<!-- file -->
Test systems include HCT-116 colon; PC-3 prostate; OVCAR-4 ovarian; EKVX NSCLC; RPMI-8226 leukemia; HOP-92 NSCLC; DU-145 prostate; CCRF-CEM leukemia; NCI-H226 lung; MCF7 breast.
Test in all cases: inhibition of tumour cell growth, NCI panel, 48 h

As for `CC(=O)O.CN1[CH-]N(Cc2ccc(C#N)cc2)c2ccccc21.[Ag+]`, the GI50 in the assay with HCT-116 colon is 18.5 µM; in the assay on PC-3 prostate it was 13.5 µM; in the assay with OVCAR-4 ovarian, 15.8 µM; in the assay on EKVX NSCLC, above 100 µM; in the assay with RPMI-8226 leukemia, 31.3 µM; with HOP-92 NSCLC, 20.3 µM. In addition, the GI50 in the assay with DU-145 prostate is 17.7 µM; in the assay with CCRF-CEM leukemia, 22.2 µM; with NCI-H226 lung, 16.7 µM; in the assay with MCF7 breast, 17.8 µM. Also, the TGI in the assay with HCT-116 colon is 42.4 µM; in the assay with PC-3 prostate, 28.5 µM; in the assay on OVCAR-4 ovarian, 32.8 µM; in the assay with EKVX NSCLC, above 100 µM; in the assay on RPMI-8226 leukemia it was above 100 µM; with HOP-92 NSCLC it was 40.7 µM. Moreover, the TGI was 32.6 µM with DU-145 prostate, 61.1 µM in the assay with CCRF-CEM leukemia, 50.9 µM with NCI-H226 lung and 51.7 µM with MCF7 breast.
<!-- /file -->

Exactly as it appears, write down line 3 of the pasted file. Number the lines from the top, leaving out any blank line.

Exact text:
As for `CC(=O)O.CN1[CH-]N(Cc2ccc(C#N)cc2)c2ccccc21.[Ag+]`, the GI50 in the assay with HCT-116 colon is 18.5 µM; in the assay on PC-3 prostate it was 13.5 µM; in the assay with OVCAR-4 ovarian, 15.8 µM; in the assay on EKVX NSCLC, above 100 µM; in the assay with RPMI-8226 leukemia, 31.3 µM; with HOP-92 NSCLC, 20.3 µM. In addition, the GI50 in the assay with DU-145 prostate is 17.7 µM; in the assay with CCRF-CEM leukemia, 22.2 µM; with NCI-H226 lung, 16.7 µM; in the assay with MCF7 breast, 17.8 µM. Also, the TGI in the assay with HCT-116 colon is 42.4 µM; in the assay with PC-3 prostate, 28.5 µM; in the assay on OVCAR-4 ovarian, 32.8 µM; in the assay with EKVX NSCLC, above 100 µM; in the assay on RPMI-8226 leukemia it was above 100 µM; with HOP-92 NSCLC it was 40.7 µM. Moreover, the TGI was 32.6 µM with DU-145 prostate, 61.1 µM in the assay with CCRF-CEM leukemia, 50.9 µM with NCI-H226 lung and 51.7 µM with MCF7 breast.